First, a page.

Trading Ideas: Matter of EdgeST
One thing that a lot of students falter with during interviews is the trading idea. Im writing this post to help some of the monkeys currently preparing for interviews realize that what they are spewing out as trading ideas are instead sales pitches, and they should be presenting a trading plan to the interviewer instead. This will put you miles ahead of other candidates interviewing and show a bit of understanding of what it means to be a successful trader.
Trading is about edge, you need to have a statistical edge to make money over a longer stretch, otherwise you are gambling. Many students think they understand this but then go and applaud someone like Paulson or Lippman who put billions of dollars on the line on one idea. This type of balls to the wall isn't trading, but rather an all or nothing bet.
A feeling isn't an edge, a lot of the trade ideas that are sort of talked about on this site are based on the idea of some sort of absolute determination.
Philosophical rant over, when you are constructing your idea, make sure to be able to answer the following questions:
1)What is the edge on this trade? Why do you expect to make money?
Let's say company X earnings are being priced in at a 4% move (ie options have an implied vol that is pricing a vol of this magnitude). You look back and find that never has the stock of this company moved more than 2% post earnings, and there aren't any different factors now then other earnings. Therefore going short vol presents a simple form of edge. Now it is true that you are using historical information and extrapolating, but it is much better than telling the interviewer simply that:
"I think the earnings move priced into the options market is too rich"
2) What is your stop loss on this trade and why?
At what point do you get out of the trade? Let's say you went short gamma in the above example, and the stock starts to move heavily as the earnings announcement is moving closer, more than the implied vol you sold gamma at, what point do you decide to get out? (Its a bit simpler with straight stock compared to options because you only have price to look at in terms of a stop, whereas with options you can lose money in many more ways and therefore have to think about various scenarios).
When an interviewer asks this question go through a scenario analysis of situations that could make you lose money and then explain what you would do.
3) How do you get out of the position if it goes against you?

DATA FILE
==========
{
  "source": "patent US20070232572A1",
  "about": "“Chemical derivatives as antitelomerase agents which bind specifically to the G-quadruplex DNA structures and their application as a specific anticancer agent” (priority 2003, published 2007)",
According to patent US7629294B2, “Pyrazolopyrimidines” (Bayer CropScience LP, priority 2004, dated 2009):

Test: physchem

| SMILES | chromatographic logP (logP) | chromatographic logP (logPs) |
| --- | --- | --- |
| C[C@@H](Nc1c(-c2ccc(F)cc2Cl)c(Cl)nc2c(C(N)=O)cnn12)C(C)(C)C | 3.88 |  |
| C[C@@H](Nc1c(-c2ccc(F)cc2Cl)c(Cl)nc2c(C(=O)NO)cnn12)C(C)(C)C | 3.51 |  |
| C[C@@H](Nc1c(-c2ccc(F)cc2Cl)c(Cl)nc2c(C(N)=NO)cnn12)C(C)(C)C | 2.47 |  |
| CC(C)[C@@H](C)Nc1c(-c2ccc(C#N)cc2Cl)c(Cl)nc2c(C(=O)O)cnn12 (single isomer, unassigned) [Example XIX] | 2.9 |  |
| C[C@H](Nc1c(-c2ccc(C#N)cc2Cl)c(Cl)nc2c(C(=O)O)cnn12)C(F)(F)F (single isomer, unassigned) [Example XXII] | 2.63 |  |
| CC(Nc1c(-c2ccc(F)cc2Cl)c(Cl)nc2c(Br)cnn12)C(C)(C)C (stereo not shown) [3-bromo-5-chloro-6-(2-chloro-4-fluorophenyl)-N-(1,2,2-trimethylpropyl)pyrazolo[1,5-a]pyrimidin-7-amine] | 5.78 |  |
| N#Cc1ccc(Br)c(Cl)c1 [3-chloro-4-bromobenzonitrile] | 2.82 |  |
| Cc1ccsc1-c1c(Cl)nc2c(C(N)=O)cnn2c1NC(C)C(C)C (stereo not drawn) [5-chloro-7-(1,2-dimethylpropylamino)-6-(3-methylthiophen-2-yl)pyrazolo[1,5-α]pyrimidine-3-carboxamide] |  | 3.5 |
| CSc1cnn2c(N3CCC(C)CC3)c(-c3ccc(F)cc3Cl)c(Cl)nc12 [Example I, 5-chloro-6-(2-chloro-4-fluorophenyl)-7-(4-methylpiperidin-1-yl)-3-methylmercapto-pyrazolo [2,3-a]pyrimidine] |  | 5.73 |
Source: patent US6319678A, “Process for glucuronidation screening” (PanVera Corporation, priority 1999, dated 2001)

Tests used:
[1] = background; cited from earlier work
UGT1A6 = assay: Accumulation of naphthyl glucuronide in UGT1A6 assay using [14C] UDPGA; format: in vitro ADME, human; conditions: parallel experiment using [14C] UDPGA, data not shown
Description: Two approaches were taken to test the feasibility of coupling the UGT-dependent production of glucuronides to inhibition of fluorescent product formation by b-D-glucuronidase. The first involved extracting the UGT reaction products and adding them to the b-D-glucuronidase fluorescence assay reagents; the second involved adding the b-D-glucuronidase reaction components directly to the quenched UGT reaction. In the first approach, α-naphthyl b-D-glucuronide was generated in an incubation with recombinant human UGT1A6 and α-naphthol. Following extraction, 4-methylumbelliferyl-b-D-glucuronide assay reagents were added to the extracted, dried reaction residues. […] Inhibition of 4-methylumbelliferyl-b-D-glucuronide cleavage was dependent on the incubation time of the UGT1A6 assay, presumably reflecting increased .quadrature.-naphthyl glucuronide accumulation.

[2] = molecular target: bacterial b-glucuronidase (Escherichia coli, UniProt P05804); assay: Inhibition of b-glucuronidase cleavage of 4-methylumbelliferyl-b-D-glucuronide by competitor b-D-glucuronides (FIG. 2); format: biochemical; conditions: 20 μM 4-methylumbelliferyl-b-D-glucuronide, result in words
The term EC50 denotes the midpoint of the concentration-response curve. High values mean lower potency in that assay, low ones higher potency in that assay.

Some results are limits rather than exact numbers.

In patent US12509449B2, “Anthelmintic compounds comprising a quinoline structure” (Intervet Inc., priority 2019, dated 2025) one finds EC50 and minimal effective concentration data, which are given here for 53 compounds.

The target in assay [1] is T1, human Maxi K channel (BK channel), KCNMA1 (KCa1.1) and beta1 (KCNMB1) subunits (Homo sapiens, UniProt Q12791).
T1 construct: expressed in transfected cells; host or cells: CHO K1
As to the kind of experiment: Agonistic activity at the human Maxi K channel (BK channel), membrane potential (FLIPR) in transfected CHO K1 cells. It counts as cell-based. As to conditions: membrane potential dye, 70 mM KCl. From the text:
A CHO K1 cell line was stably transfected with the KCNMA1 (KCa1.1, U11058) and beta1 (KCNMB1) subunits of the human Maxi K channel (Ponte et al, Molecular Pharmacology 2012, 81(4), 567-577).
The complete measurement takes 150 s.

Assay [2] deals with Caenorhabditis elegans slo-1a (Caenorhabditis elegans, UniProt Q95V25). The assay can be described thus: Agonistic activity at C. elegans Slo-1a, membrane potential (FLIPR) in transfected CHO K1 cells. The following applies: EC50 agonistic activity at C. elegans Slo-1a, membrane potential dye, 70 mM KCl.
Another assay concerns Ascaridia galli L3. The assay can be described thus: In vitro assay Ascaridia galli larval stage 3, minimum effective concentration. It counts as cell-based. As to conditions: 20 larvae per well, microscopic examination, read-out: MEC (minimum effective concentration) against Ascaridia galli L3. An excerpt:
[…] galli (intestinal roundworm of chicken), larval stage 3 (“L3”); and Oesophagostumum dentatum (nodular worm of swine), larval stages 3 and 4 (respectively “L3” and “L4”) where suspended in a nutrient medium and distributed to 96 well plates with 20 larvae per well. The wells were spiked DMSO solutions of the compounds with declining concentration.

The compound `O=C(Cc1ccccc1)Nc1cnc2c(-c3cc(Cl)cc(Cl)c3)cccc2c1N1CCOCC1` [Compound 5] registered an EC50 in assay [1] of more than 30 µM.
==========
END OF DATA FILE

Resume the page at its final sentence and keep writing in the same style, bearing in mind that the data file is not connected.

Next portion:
Do you get rid of all at once, in 2 or 3 stages or in small steps? Your answer should be about amount of liquidity, market conditions (ie whether your trade hypothesis has changed or not)
4) How long do you expect to hold the trade on for?
What you went long a stock because you have studied this stock and found that the probability of it being acquired is high, how long until you reverse this hypothesis? Note that holding time does not have to be in terms of days/months, but also in terms of relevant market conditions.
5) What are your main risks?
You want to think about a scenario analysis of possible situations that can make you lose money. Of course you cannot prepare for everything that can happen, but some prep is better than none. Let's say a stock is going to announce a drug test result and you see the following vol schedule (the drug announcement is at the begining of September and it is currently May):
June: 20% vol
September: 18% vol
December: 22% vol
You think the 18 vol is cheap and it should rise to at least 30% leading up to the event (or you think the event will be a large realized move in which case you are planning on making money on gamma, but we will stick with vega and implied vol in this example).
You might think about going short the June vol at 20 to fund the long vol position in the Sep contract to reduce the risk of losing money leading up to the announcement if nothing happens throughout June.
There might also be a strong correlation between vol of the stock and the S&P Index for example. If the drug announcement goes through this will affect the stock's vol but have a muted effect on the index vol, but you only expect the stock vol to drop if the index vol drops as well. In this case going short index vol as a hedge might be a good idea. The event in this case presents a case of a correlation break, and you want to take advantage of these.
Sorry for the long post but I think that these are important things missing from a lot of students trade ideas, and if you do incorporate some of these things you will have a much easier time standing out. I probably missed some things and if anything pops into my head I will add to it.